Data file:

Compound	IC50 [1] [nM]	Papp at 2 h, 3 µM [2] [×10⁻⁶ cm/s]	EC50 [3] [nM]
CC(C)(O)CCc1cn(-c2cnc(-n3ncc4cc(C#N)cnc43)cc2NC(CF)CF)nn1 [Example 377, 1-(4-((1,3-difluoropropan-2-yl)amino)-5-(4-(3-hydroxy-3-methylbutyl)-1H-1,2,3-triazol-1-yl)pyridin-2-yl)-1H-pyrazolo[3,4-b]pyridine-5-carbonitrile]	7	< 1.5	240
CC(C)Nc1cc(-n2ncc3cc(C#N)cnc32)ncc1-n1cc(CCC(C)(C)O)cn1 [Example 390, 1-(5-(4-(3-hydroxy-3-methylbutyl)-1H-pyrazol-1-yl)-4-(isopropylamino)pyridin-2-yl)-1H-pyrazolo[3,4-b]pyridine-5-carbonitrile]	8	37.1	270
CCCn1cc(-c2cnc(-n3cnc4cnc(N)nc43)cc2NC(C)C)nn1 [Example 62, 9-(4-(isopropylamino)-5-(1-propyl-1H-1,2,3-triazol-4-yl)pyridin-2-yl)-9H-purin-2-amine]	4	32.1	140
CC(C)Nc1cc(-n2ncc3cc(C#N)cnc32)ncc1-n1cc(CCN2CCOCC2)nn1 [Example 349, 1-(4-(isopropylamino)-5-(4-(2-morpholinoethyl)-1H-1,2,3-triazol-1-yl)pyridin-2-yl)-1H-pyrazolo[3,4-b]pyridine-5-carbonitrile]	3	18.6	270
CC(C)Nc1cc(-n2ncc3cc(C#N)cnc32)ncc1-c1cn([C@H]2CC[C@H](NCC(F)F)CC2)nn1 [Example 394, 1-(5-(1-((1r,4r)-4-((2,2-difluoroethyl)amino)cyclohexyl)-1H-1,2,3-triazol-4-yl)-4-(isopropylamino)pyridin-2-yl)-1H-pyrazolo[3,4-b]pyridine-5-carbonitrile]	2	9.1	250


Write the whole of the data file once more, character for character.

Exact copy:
Compound	IC50 [1] [nM]	Papp at 2 h, 3 µM [2] [×10⁻⁶ cm/s]	EC50 [3] [nM]
CC(C)(O)CCc1cn(-c2cnc(-n3ncc4cc(C#N)cnc43)cc2NC(CF)CF)nn1 [Example 377, 1-(4-((1,3-difluoropropan-2-yl)amino)-5-(4-(3-hydroxy-3-methylbutyl)-1H-1,2,3-triazol-1-yl)pyridin-2-yl)-1H-pyrazolo[3,4-b]pyridine-5-carbonitrile]	7	< 1.5	240
CC(C)Nc1cc(-n2ncc3cc(C#N)cnc32)ncc1-n1cc(CCC(C)(C)O)cn1 [Example 390, 1-(5-(4-(3-hydroxy-3-methylbutyl)-1H-pyrazol-1-yl)-4-(isopropylamino)pyridin-2-yl)-1H-pyrazolo[3,4-b]pyridine-5-carbonitrile]	8	37.1	270
CCCn1cc(-c2cnc(-n3cnc4cnc(N)nc43)cc2NC(C)C)nn1 [Example 62, 9-(4-(isopropylamino)-5-(1-propyl-1H-1,2,3-triazol-4-yl)pyridin-2-yl)-9H-purin-2-amine]	4	32.1	140
CC(C)Nc1cc(-n2ncc3cc(C#N)cnc32)ncc1-n1cc(CCN2CCOCC2)nn1 [Example 349, 1-(4-(isopropylamino)-5-(4-(2-morpholinoethyl)-1H-1,2,3-triazol-1-yl)pyridin-2-yl)-1H-pyrazolo[3,4-b]pyridine-5-carbonitrile]	3	18.6	270
CC(C)Nc1cc(-n2ncc3cc(C#N)cnc32)ncc1-c1cn([C@H]2CC[C@H](NCC(F)F)CC2)nn1 [Example 394, 1-(5-(1-((1r,4r)-4-((2,2-difluoroethyl)amino)cyclohexyl)-1H-1,2,3-triazol-4-yl)-4-(isopropylamino)pyridin-2-yl)-1H-pyrazolo[3,4-b]pyridine-5-carbonitrile]	2	9.1	250